17:17 tells us, "Then Abraham fell upon his face, and laughed, and said in his heart, Shall a child be born unto him that is an hundred years old? and shall Sarah, that is ninety years old, bear?"
Abraham did not faint when God commanded him to offer up Isaac because he believed in the goodness of the Lord, "Accounting that God was able to raise him up, even from the dead; from whence also he received him in a figure," HEB 11:19. Abraham could believe because the Lord had completely stripped him of all human reasoning.
Abraham did not faint when his faith was tried because he had been established in faith through being emptied from vessel to vessel.
We read in ROM 4:19-21, "And being not weak in faith, he considered not his own body now dead, when he was about an hundred years old, neither yet the deadness of Sarah’s womb: He staggered not at the promise of God through unbelief; but was strong in faith, giving glory to God; And being fully persuaded that, what he had promised, he was able also to perform." His human reasoning had been removed.
There was a secret power that kept Jacob from fainting when he had to let Benjamin go with his brothers. He "believed to see the goodness of the LORD in the land of the living." Jacob cried out of his anguish, "All these things are against me;" he thought these things would bring down his gray hairs with sorrow to the grave.
Yet within his soul, a secret power sustained him. Although Jacob may have felt ready to faint, he saw such a remarkable deliverance that his heart fainted for joy.
GEN 45:25-27 says, "And they went up out of Egypt, and came into the land of Canaan unto Jacob their father, And told him, saying, Joseph is yet alive, and he is governor over all the land of Egypt.
And Jacob’s heart fainted, for he believed them not. And they told him all the words of Joseph, which he had said unto them: and when he saw the wagons which Joseph had sent to carry him, the spirit of Jacob their father revived." He saw the goodness of God in this life, which was the secret power within that sustained him.
Think of the trials David had from the time he was anointed by the Lord as king to the time the crown was set upon his head.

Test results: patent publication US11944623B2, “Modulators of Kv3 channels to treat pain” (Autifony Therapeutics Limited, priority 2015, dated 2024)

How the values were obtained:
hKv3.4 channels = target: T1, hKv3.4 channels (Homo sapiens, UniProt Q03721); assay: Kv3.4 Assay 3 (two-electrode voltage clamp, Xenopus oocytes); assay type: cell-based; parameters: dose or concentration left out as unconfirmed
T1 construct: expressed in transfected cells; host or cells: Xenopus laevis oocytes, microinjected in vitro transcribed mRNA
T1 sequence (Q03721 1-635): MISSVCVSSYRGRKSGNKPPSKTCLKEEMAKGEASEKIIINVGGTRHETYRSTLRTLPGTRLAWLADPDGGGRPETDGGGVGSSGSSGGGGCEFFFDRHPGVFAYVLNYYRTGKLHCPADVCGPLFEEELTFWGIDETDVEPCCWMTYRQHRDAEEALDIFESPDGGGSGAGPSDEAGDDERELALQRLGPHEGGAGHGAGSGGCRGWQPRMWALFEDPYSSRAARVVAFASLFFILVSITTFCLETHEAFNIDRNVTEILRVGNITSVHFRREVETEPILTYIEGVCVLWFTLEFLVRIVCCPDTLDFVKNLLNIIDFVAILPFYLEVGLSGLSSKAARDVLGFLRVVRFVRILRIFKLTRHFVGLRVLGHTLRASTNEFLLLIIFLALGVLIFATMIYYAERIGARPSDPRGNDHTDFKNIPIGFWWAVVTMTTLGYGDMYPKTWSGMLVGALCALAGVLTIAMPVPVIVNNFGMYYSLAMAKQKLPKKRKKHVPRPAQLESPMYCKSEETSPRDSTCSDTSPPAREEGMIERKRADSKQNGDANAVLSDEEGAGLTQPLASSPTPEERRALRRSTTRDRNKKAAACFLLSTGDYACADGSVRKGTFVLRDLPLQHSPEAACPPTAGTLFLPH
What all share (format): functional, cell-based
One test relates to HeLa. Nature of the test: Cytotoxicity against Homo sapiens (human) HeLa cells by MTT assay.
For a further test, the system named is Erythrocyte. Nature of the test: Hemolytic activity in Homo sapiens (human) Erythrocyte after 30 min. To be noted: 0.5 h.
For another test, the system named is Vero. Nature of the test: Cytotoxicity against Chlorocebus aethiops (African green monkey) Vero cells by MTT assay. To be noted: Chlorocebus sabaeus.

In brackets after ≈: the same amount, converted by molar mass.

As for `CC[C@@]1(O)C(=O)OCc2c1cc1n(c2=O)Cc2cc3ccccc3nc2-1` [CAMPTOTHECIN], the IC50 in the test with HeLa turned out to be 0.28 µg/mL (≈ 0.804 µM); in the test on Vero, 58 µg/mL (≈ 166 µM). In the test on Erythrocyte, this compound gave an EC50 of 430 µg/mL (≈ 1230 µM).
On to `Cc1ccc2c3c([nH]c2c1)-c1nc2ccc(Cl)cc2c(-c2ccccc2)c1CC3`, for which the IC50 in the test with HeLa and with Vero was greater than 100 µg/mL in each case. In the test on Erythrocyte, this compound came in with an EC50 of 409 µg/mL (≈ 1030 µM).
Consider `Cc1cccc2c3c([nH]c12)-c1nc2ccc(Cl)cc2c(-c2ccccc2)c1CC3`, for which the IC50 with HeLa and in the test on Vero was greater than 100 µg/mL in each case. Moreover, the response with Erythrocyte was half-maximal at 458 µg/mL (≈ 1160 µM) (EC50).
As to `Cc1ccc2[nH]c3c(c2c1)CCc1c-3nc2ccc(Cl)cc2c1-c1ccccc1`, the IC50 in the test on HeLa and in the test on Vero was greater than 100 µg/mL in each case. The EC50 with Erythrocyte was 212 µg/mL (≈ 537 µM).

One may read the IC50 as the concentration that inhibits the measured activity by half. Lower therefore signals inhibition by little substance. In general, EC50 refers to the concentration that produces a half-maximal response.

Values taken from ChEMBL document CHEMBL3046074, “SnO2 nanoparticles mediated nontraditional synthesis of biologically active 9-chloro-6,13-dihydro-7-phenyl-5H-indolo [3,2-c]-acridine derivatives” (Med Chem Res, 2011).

Believing in God brought David through the climax of his trials just before he became king. We see in 1-SA 30:6, "And David was greatly distressed; for the people [his own six hundred men] spake of stoning him, because the soul of all the people was grieved, every man for his sons and for his daughters: but David encouraged himself in the LORD his God." He remembered how the Lord had delivered him from the paw of the lion and the bear as well as the hand of the Philistine. He encouraged himself by believing in the goodness of God.
The Lord most often uses trials and deliverance in providential leadings to teach His people to trust Him for spiritual things.
David said in PSA 27:1-4, "The LORD is my light and my salvation; whom shall I fear? the LORD is the strength of my life; of whom shall I be afraid? When the wicked, even mine enemies and my foes, came upon me to eat up my flesh, they stumbled and fell. Though an host should encamp against me, my heart shall not fear: though war should rise against me, in this will I be confident. One thing have I desired of the LORD, that will I seek after; that I may dwell in the house of the LORD all the days of my life, to behold the beauty of the LORD, and to enquire in his temple." His spiritual blessings were connected with his temporal deliverance because they required the exercise of faith.
David was tried in spiritual struggles to the point of fainting from all human reasoning. PSA 28:1 says, "Unto thee will I cry, O LORD my rock; be not silent to me: lest, if thou be silent to me, I become like them that go down into the pit." Notice that David did not say that he would go down into the pit, but he felt that empty, fainting feeling in himself. When the Lord remained silent, David felt as faint as those who go down into the pit.
How different David’s language is from the first verse of the chapter before us. In PSA 27:1, he said, "The LORD is my light and my salvation; whom shall I fear? the LORD is the strength of my life; of whom shall I be afraid?" That is the language of one who is established in faith.
The circumstances that occasioned this fainting feeling are described in the previous verse: "Deliver me not over unto the will of mine enemies: for false witnesses are risen up against me, and such as breathe out cruelty," PSA 27:12. He was being tried by circumstances in providence, which brought him to spiritual strength, faith, and deliverance. The Lord uses our trials in providence to bring us to spiritual victories.